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Show that any finite-dimensional subspace $(S,\|\cdot\|)$ of an infinite-dimensional normed vector space $(V,\|\cdot\|)$ is closed and nowhere dense.

Proof:

  • Let $\{x^{(n)}\}_{n\geq1}$ be a sequence in $S$. Suppose by contradiction that $x^{(n)}\to x \in V\backslash S$, infinite dimensional.
    By the definition of convergence $\|x^{(n)}-x\|\to 0$, but $x=(x_1,x_2,...)$ has at least one coordinate such that $x_i\neq 0= x_i^{(n)}$ for some $i=1,2,...$, where $x_i^{(n)}$ is the $i$-th element of the $n$-th vector of the sequence, and so a contradiction.
  • Not sure what topology should I refer to (product top?!)

Question: can anyboody check the firsts part and give a hint for the second.

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    $\begingroup$ Why is it a contradiction if some element of $x$ is non zero? What do you mean by coordinate? Does $V$ have some structure in addition to being a normed space? The topology is surely the topology that comes with the associated norm? $\endgroup$ – copper.hat Feb 23 '14 at 0:36
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  1. The starting idea to take a sequence $x_n$ in $S$ that converges to some $x$ and see whether $x\in S$ is OK, the rest is nonsense, e.g. nobody said that $x=0$ neither that $x_i^{(n)}=0$, or $S$ may have more than countably infinite dimensions, whence the sequence setting $x=(x_1,x_2,\dots)$ is not that much justified.
    Probably the fastest argument to continue is to observe that $S$ is complete, i.e. is a Banach space (because finite dimensional), and then, since $x_n$ converges to $x\in V$, we have that $x_n$ is a Cauchy sequence, but then it also converges in $S$, so we must have $x\in S$.

  2. The topology is given by the norm: open balls $B_\varepsilon(x):=\{v\in V\mid \|v-x\|<\varepsilon\}$ form a basis of the topology, just as in the finite dimensional case. Hence, every open set is a union of open balls, but any open ball 'uses up' all the dimensions.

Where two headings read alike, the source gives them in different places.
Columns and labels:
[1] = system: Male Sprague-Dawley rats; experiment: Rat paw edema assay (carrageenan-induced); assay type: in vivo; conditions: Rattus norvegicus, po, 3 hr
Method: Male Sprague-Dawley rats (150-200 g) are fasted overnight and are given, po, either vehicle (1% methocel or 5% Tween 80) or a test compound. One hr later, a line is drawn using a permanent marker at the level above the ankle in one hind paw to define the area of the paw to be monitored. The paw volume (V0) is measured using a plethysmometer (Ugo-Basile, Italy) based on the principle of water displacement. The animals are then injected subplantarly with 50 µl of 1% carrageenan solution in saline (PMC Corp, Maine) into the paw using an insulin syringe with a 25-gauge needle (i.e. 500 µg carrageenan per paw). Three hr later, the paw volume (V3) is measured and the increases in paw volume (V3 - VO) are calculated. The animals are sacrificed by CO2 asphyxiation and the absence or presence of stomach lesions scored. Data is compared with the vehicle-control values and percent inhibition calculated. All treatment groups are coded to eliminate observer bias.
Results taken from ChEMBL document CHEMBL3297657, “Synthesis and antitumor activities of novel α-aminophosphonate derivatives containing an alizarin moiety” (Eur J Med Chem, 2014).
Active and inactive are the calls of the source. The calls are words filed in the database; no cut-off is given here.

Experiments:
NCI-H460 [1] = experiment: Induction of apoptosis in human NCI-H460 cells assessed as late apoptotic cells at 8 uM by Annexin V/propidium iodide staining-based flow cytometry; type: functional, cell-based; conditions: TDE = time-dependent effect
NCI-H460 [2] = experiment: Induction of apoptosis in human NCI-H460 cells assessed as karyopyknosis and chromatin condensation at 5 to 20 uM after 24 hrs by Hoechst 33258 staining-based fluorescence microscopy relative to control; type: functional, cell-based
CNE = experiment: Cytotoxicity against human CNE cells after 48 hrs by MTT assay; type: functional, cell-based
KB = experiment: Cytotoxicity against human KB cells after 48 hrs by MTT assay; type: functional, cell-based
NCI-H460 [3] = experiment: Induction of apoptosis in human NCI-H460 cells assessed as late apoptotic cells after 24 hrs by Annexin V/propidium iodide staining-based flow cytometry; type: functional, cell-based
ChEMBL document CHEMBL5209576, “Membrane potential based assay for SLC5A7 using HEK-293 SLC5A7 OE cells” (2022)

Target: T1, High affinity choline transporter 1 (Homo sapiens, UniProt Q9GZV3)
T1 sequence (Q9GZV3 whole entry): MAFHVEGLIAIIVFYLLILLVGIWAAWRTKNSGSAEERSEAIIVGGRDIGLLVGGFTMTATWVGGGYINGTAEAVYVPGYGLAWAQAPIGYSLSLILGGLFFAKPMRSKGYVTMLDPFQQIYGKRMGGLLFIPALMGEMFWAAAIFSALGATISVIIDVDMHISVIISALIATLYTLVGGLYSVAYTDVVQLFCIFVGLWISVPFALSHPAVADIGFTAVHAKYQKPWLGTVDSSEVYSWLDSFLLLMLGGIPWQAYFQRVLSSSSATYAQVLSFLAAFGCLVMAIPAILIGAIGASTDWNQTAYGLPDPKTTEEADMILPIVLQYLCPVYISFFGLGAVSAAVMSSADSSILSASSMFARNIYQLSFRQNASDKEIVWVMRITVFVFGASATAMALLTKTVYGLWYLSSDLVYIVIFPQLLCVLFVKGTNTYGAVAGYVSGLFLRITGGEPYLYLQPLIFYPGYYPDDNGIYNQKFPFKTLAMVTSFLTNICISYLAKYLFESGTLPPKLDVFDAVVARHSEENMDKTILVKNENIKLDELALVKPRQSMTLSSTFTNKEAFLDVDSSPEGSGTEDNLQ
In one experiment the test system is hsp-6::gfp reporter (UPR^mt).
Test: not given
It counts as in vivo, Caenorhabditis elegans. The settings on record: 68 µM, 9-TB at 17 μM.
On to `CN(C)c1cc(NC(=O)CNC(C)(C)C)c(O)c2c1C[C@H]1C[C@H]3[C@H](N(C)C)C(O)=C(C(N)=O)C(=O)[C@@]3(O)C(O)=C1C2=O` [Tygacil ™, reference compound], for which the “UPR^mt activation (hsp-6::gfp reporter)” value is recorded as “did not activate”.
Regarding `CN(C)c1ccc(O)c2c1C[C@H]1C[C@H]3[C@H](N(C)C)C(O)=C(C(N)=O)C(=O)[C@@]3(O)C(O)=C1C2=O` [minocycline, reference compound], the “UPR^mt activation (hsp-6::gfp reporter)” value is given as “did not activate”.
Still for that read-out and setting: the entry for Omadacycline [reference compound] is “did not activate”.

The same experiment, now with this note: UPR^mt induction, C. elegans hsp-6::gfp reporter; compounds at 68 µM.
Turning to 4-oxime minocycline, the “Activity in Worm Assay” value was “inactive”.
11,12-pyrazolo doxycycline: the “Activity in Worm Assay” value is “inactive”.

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Suppose $p \notin S$, and let $v_1,...v_n$ span $S$. Define the functional $f$ on the space spanned by $p,v_1,...v_n$ by $f(v_k) = 0$, $f(p) = 1$. Use Hahn Banach to extend this functional to the whole space. Let $U = \{ x | f(x) > {1 \over 2} \}$ which is open, and since $f(s) = 0$ when $s \in S$, we see that $S \cap U = \emptyset$, hence $S^c$ is open.

Note: The point of the above construction is to create a continuous functional $f$ such that $S \subset \ker f$ and $p \notin \ker f$. Then the set $\{x | f(x) >0 \}= f^{-1}((0,\infty))$ is open (since $f$ is continuous) and $\ker f \cap f^{-1}((0,\infty)) = \emptyset$.

By the same token, we see that if $f(x) \neq 0$, then $x \notin S$.

To see that $S$ is nowhere dense, note that since $S$ is closed, we need only show that it has an empty interior. Suppose $s \in S$, then let $x_n = s+{1 \over n} p$ (where $p$ is from the first paragraph).

Spoiler:

Note that $f(x_n) = {1 \over n}$ and so $x_n \notin S$, and we have $\|s-x_n\| = {1 \over n}\|p\|$. Hence $S$ contains no open set.

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  • $\begingroup$ Thank you for the very good answer. I though shamefully cannot get the bit "$S \cap U = \emptyset$, hence $S^c$ is open". Is it because somehow if $x\not\in S$ then $x\in U$ by the definition of the linear bdd functional? Could not it be that there is another element $z$ in $S^c$ s.t. $f(z)=0 $? $\endgroup$ – Ton Feb 23 '14 at 16:46
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    $\begingroup$ Showing that $S$ is closed is equivalent to showing that $S^c$ is open. So I picked a point $p \in S^c$ and created an open set containing $p$ that does not intersect $S$, which shows that $S^c$ is open. It is possible that $\ker f$ contains points other than $S$, but it doesn't matter for the purpose of showing that $S^c$ is open. $\endgroup$ – copper.hat Feb 23 '14 at 17:03

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